Having thus arrived at the conclusion that the court has jurisdiction in the premises, we next come to the second question above stated, viz., whether the arbitration provided for in the lease has failed. We think the evidence shows that it has. After considerable delay in the matter of the selection of a third appraiser, caused by the respondents, Mr. Lewis, the appraiser chosen by them, refused to agree to any of the men named by Mr. Fisher, the appraiser chosen by the complainants, without giving any good reason therefor, and insisted that the third man should be one selected by the respondents, he stating in substance that the complainants had theretofore had their choice as to third appraiser and now the respondents were going to have theirs. The men named by Fisher were prominent business men of ability and good standing, and were suggested by him without any conference with the complainant, and, so far as shown in the evidence, they were wholly disinterested and suitable men to act as appraisers. Indeed, the respondents admitted at the trial that as to Mr. Charles H. Merriman, one of the men named by Fisher and rejected by Lewis, there was no objection whatsoever, and they then offered to accept him as third man. Lewis testifies that he objected to the men proposed by Fisher " on general principles;" that the only objection he had to Mr. Sims was that he "wanted a different man" — "a man that I thought would be satisfactory to the other side." In short, it clearly appears that Mr. Lewis had made up his mind to refuse to accept any man named by the other side as a third appraiser.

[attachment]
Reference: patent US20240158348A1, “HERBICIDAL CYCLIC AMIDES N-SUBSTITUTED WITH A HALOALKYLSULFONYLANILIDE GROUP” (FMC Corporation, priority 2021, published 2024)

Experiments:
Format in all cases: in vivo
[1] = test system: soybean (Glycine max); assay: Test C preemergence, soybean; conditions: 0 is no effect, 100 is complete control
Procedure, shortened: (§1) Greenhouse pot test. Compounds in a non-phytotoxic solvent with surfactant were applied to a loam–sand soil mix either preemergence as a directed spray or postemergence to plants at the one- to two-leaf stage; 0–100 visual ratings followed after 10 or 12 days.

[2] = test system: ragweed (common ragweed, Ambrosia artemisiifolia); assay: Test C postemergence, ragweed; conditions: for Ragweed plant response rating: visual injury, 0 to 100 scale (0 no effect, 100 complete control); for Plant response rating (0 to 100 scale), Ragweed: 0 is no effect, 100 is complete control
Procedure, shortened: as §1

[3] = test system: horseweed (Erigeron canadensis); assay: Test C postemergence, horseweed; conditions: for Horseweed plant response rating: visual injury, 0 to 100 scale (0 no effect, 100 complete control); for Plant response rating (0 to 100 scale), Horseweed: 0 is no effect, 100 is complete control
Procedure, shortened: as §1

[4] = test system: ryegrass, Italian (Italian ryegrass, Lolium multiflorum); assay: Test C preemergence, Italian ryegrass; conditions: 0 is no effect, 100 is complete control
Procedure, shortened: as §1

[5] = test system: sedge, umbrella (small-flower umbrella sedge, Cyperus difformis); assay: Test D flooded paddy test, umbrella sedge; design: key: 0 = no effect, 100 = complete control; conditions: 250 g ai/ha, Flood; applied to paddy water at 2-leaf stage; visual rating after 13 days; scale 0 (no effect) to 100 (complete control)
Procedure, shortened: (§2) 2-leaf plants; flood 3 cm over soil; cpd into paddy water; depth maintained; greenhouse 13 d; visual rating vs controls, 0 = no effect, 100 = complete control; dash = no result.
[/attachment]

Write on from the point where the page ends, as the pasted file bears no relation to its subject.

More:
The evidence also shows that the men proposed by Lewis, although men of good standing and unquestioned integrity and business ability, yet were so intimately connected with one of the respondents, at least, in social, friendly and professional relations, as to disqualify them to act as appraisers. An arbitration is a judicial proceeding directly affecting the interests of both parties to the submission; Wood v. Helme, 14 R.I. 329; and the plainest principles of justice require that the arbitrators ought to be indifferent and impartial men both in sentiment and in action. They are the agents of both parties alike, and not one party only; Morse Arb. 106; and, like other judges, they are bound to exercise a high degree of judicial impartiality without the slightest regard to the manner in which the duty has been devolved upon them. Russ. Arb. 3 ed. p. 205. "Like jurors impannelled for the trial of a cause," said Judge Cushing in Strong v. Strong, 9 Cush. 560, "arbitrators are invested pro hac vice with judicial functions, the rightful discharge of which calls for and presupposes the most absolute impartiality." See also Bradshaw v. Ins. Co., 137 N.Y. 137. The same general doctrine is recognized in Flint v. Pearce, 11 R.I. 576; Cleland v. Hedley, 5 R.I. 163; and Peckham v. School Dist., 7 R.I. 545.
We think it sufficiently appears from the testimony that Lewis was acting under the instruction of the respondents in nominating the appraisers selected, he testifying that he and Mr. Flint conferred together about them and that the names which he presented to Fisher were given to him on a paper written, as he thought, by some one in the respondents' office. It also sufficiently appears that, in refusing to accept any of those nominated by the other side, he was acting under similar instructions. We therefore decide that the complainants are entitled to relief as prayed.